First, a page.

Greg from LaserBear recently started selling a kit that allows you to mount a small, iPad-style, 4:3 LCD screen into a 3D printed case that resembles a CRT. This case can be rotated onto either side, making it an excellent choice for “TATE mode” gaming as well. The above video is an edited compilation of the two livestreams Greg and I did showing the assembly and testing, plus a fancy intro showing it in action. Here’s links and more info and test results can be found below:
LaserBear LCD CRT 3D Printed case: https://laserbear.net/shop/ols/products/97-lcd-shell
LCD + Driver Board: https://amzn.to/2SuUXgr
Driver Board Only (if you use an iPad Air screen like I did): https://amzn.to/35SzX66
AC Adapter: https://amzn.to/3xa4dFA
MiSTer pixel-perfect output mode for this screen: https://www.retrorgb.com/mister-1536p-support-added-3k-video-mode-recipe.html
There’s plenty of more details to go over, but let’s start with this:
The screen itself looks really good and is really low lag!
Yup, you’re reading that right – less than one millisecond of latency at the top left. In comparison, my 2016 OLED has about 35ms on the top left, my 2018 LCD has 4ms…and a CRT has zero of course. On average, you should expect between 1-2 milliseconds of lag on these panels…and that’s milliseconds, not “frames”. For all intents and purposes, that should be considered zero.
While I mostly love the monitor, there are a few things that might be a dealbreaker for some people, that need to be addressed. The first is size: While the monitor performs well, it’s only slightly bigger than an 8″ PVM and smaller than a 13″ CRT. The 10″ size might be perfect for some people’s setups and too small for others. One thing that’s definitely worth noting is weight! This completed kit weights less than one pound, making it infinitely easier to mount than a CRT. If you were looking for a small, dedicated “MiSTer Gaming Station”, this might be the perfect fit.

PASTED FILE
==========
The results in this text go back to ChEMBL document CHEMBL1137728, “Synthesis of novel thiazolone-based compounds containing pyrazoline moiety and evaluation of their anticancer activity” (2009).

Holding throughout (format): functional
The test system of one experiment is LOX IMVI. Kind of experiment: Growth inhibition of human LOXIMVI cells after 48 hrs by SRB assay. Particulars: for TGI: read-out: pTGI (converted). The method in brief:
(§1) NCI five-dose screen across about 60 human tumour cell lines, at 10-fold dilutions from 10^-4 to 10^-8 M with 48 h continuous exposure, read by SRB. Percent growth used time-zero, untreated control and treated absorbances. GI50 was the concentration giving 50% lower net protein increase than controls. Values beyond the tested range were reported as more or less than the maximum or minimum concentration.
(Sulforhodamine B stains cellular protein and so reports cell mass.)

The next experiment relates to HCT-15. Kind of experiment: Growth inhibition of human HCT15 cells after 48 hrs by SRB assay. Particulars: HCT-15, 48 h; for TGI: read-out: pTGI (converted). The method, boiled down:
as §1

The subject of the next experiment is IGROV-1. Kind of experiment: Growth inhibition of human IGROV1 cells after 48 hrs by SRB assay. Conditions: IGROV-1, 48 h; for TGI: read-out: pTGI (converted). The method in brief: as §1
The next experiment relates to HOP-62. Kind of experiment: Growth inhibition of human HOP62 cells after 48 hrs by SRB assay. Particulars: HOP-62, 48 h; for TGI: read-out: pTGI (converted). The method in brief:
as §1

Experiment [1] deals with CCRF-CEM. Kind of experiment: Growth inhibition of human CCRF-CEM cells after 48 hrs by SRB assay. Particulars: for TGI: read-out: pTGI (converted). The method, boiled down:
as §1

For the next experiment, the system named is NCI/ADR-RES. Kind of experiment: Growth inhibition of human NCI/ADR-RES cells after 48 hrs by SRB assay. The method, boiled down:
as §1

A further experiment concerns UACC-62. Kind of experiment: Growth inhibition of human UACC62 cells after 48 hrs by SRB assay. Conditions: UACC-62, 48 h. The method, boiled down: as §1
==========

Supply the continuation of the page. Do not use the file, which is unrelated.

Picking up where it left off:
The tablet screens this kit is designed to be used with have a resolution of 2048×1536. As a result, most gaming-related HDMI equipment you feed it might look off. The one exception is the MiSTer, which has a mode specifically for these screens that looks great. You’ll need to make at least one change to the MiSTer.ini file though – Make sure the custom video timing mode is entered:
Also, some cores might require a framebuffer, otherwise the monitor will loose sync. If you load a core and it immediately drops signal, then recovers, then drops again (etc), you’ll need to change the vsync setting:
As for other resolutions, there’s a few other things to note. First, it doesn’t accept 480p at all, which means none of the RetroTINK 2x or RAD2x products will work.
While it seems to accept other resolutions, aspect ratio will be an issue with widescreen sources, unless new control firmware is found (see below). Using a device like the GBAz’s 720p output leaves the black bars on the left and right side, which results in a very squished image and this might be the case for all devices that output a 4:3 signal in a 16:9 window. Alternatively, the PS1d and DCd can send it 960p for the correct aspect ratio and the UltraHDMI’s “stretch” mode fills the screen with a 1080p image. Even running the RetroTINK 5x in “16:9 Generic” mode seemed to produce an output that seems fine, so as long as your device can fill a screen, it should look okay on this monitor.
Buttons / Control:
Lastly, the menu system is mostly broken, meaning you can’t set aspect ratio through the controls and the volume options require multiple steps. Here’s where you might be able to help though! The company who makes these boards is supposed to offer an SDK and it could be possible to reprogram them using the built-in USB port! Unfortunately, Greg hasn’t been able to make any progress with the company…but maybe this will turn into a project like the GBS Control where we can hack existing firmware for our own use? One can only dream…
If you’re looking for a small, dedicated monitor, this is awesome. It’s especially good if you have an old iPad you can salvage for the screen, so you only have to buy the case, driver board and PSU. I’d love to come up with a custom mount, so this, a MiSTer and an arcade stick are all connected together in one piece, like a mini arcade setup.